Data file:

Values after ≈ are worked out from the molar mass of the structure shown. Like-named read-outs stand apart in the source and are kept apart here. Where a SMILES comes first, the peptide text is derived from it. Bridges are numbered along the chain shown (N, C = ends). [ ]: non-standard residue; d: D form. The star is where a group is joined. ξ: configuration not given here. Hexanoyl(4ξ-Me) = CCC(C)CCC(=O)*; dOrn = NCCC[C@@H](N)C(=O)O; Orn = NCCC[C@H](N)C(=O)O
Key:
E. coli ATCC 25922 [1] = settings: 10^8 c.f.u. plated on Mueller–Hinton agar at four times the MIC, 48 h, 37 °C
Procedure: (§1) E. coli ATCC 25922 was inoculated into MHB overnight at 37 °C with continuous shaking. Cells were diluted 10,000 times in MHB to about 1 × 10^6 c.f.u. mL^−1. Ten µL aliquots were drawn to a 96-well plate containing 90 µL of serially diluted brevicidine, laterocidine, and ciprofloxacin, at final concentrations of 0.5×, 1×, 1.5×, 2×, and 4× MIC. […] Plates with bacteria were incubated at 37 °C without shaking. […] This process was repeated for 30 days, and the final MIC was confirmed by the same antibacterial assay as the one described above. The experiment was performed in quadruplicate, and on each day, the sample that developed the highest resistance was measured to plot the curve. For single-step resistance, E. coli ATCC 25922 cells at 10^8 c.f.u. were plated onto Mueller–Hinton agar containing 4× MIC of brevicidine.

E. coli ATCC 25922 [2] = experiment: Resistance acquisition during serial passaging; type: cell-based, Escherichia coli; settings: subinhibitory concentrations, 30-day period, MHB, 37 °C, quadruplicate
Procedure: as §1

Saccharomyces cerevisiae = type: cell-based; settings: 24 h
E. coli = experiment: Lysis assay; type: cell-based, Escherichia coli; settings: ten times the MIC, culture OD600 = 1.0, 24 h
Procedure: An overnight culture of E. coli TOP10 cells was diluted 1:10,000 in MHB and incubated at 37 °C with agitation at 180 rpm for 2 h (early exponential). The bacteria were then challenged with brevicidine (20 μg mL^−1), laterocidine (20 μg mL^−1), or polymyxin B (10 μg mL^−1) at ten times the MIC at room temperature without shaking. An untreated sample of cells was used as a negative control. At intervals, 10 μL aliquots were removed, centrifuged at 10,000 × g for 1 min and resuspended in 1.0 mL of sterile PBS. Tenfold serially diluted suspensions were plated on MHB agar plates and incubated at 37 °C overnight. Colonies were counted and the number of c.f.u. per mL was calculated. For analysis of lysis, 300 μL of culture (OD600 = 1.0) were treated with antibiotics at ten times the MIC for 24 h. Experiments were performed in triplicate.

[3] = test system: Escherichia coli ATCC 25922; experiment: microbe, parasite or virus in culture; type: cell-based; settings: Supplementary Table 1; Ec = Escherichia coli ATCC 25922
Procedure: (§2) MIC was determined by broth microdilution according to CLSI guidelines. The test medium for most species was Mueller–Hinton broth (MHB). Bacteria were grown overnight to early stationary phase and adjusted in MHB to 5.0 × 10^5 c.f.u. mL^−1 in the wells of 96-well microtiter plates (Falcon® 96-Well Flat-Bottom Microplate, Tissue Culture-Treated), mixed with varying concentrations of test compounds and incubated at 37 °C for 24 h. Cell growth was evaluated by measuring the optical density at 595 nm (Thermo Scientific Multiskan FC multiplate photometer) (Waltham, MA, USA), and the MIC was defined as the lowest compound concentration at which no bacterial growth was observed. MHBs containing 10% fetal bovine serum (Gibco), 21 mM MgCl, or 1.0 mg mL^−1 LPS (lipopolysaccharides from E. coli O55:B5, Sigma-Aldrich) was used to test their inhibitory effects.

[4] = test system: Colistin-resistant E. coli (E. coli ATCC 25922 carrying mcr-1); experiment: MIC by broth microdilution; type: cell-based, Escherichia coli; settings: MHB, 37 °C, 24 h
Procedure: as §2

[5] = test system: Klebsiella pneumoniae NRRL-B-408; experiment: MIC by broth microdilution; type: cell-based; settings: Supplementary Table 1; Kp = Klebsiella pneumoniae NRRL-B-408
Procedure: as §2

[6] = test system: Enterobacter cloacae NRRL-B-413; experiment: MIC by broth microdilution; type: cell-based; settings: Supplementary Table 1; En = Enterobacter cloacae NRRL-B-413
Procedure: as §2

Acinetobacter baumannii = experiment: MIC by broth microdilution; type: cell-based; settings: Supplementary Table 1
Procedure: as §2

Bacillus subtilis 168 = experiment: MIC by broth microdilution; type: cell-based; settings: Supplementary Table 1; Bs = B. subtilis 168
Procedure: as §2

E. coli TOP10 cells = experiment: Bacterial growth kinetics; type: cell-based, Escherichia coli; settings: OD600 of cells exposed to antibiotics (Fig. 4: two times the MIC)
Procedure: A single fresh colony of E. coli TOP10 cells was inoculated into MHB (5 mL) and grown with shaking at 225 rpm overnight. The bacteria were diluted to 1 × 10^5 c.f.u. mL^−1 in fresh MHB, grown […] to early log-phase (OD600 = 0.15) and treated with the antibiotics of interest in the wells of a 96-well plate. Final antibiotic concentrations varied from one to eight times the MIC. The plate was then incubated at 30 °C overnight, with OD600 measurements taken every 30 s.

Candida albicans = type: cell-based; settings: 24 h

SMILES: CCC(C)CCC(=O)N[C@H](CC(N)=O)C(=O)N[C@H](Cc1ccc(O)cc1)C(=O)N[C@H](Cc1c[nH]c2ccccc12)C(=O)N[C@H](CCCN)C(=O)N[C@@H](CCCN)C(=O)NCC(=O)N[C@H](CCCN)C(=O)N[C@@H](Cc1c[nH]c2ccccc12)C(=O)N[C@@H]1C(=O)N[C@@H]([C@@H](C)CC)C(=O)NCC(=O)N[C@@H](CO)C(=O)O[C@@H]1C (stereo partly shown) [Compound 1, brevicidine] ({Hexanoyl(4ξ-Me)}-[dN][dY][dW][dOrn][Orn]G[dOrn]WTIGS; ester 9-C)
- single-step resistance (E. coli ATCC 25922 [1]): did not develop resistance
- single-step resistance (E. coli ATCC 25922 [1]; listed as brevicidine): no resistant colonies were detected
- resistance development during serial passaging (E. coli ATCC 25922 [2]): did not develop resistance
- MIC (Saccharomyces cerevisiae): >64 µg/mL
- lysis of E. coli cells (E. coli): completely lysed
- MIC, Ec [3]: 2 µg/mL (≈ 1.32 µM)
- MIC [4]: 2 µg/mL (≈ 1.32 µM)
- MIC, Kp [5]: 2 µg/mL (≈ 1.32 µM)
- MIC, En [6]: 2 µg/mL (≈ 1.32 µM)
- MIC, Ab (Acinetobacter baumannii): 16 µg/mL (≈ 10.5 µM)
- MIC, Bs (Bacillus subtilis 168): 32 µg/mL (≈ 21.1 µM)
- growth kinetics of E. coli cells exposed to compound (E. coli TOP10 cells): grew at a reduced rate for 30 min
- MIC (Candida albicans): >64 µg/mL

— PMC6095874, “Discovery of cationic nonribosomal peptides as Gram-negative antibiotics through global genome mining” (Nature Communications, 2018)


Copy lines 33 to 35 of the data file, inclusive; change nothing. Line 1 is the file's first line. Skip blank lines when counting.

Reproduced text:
- MIC, Kp [5]: 2 µg/mL (≈ 1.32 µM)
- MIC, En [6]: 2 µg/mL (≈ 1.32 µM)
- MIC, Ab (Acinetobacter baumannii): 16 µg/mL (≈ 10.5 µM)